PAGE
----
10 Incredible Women in AV History

In honor of Women’s History Month, let’s celebrate 10 incredible women and their contributions to the AV and technology industries.

  1. Leslie-Ann Jones is a multiple Grammy award-winning recording engineer and Director of Music Recording and Scoring for SkyWalker Sound. Leslie was a true trailblazer as the first female Recording Engineer to work for ABC Studios. In 2018, Leslie was inducted to the TEC (Technical Excellence and Creativity) Hall of Fame.
  2. Barbara Lisckov is one of the first women to receive a Ph.D. in computer science. At the Massachusetts Institute of Technology (MIT), Barbara led the design of the CLU programming language that presented the fundamentals for JAVA and other currently used computer languages. Most notably, Barbara was awarded the A.M. Turing award in 2018.
  3. Elizabeth (Betsy) Cohen is not only the first female president of the Audio Engineering Society, but also the first woman to serve on the Academy of Motion Picture Arts and Sciences Technology Council. As an Acoustical Engineer with a Ph.D. in acoustics from Stanford University, Elizabeth has made fundamental contributions to architectural acoustics and pitch perception.
  4. Marion Keiske makes her mark in music history as the first person to ever record Elvis Presley at Sun Records in 1954. Marion continued an incredibly successful career in radio and broadcast that paved the way for future generations of female broadcasters.
  5. Radia Perlman invented the Spanning Tree Algorithm in 1980, which we still use for routing IP today. We can thank Radia for designing a protocol that allows for Ethernet making optimal use of bandwidth. With more than 100 patents to her name and a Ph.D. from MIT, Radia rightfully takes a spot in the Internet Hall of Fame.
  6. Hertha Ayrton broke down barriers as the first Female member of the Institution of Electrical Engineers (IEE). Hertha discovered the hiss and flicker of electric arcs were caused by oxygen coming into contact with the carbon rods used to create the arc. In 1906, Hertha was the first woman to be awarded the Royal Societies “Hughes Medal” for her work and discoveries on the electrical arc.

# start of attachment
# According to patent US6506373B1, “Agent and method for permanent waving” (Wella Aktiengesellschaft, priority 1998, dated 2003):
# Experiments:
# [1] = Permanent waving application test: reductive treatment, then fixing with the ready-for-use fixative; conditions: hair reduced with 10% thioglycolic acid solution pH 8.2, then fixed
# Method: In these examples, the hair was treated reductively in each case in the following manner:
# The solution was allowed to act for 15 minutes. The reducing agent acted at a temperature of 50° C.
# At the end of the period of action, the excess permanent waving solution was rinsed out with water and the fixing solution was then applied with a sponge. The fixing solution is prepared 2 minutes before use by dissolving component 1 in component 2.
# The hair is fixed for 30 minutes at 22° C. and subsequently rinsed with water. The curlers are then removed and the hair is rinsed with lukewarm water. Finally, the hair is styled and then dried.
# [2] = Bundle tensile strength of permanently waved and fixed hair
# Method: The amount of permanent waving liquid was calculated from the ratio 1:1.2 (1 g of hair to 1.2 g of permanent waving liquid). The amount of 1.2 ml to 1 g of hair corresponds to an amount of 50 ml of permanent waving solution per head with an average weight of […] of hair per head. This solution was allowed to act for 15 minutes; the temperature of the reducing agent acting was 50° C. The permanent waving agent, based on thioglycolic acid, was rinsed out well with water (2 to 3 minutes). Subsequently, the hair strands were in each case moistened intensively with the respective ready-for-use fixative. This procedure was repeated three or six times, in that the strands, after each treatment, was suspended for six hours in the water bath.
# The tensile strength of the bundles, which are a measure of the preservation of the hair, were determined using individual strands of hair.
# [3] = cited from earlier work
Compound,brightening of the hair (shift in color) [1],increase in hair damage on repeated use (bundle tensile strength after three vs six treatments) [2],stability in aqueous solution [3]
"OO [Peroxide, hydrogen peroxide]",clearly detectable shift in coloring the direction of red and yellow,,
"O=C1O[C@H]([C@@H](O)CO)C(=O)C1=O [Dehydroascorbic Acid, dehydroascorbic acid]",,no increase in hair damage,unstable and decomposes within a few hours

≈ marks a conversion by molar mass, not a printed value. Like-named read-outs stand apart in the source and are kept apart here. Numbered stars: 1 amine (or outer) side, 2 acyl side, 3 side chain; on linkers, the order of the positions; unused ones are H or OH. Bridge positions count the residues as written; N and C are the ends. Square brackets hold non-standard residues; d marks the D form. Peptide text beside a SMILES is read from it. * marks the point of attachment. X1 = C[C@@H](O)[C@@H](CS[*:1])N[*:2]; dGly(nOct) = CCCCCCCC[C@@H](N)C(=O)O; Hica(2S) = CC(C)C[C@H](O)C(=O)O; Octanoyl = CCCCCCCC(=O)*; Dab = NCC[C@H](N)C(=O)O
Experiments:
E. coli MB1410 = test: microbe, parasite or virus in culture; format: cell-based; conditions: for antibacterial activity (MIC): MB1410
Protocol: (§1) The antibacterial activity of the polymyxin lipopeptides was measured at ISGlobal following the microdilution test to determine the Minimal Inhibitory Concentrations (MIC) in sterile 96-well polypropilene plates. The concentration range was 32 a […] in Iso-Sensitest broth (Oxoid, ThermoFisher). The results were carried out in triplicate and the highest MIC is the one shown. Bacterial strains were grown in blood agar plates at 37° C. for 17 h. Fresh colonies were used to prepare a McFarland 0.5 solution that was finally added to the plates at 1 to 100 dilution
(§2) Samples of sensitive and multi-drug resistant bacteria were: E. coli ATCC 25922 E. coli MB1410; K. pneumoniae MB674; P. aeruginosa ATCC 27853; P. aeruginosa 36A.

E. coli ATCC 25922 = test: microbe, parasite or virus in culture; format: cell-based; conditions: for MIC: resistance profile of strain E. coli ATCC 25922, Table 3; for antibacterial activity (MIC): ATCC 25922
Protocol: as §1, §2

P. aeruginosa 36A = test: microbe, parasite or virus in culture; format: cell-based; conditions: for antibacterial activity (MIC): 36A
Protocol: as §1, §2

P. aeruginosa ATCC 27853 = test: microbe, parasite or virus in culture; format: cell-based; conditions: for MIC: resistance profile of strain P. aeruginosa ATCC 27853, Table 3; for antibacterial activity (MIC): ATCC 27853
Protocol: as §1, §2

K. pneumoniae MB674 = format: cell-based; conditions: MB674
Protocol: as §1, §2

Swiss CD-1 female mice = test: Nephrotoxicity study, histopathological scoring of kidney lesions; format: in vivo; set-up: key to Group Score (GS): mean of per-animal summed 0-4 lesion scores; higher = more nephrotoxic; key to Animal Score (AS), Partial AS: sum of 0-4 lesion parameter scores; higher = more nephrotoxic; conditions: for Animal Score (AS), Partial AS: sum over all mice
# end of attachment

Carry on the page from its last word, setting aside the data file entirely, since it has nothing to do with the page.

7. Edith Clarke became the first woman to graduate with and M.S. In Electrical Engineering at MIT. Clarke would go on to invent a graphical calculator called the Clark calculator which solved equations involving electric current, voltage, and impedance in power transmission lines. In 1954, Edith earned a lifetime achievement from the Society of Women Engineers.
  8. Anne-Marie Bruneau laid the groundwork for many of the analysis and measurement techniques we use in acoustical design. Bruneau is most noted for her research in electrodynamic loudspeaker design, as well as co-founding an acoustics research center in France where leading research on acoustical design still takes place.
  9. Hedy Lamarr was awarded the Electronic Frontier Foundation Pioneer Award for her invention of spread spectrum technology in 1997. Hedy received the patent for her “Secret Communications System” in 1941 but spread spectrum technology would not be utilized until decades later. Without Hedy’s ingenuity, we would not have WIFI or Other digital communication systems we now depend on.
  10. Megan Watts Hughes turned audio into a visual with her invention the “Eidophone” in the early 19th century. While studying the vibrations caused by the human voice, the Ediophone allowed Megan to record the visual “voice figure” onto glass or ceramic plates. The visual recordings helped engineers and scientist study the relationships between pitch and wavelength.
For more information about Women in AV and to connect with industry peers, learn more about the AVIXA Women's Council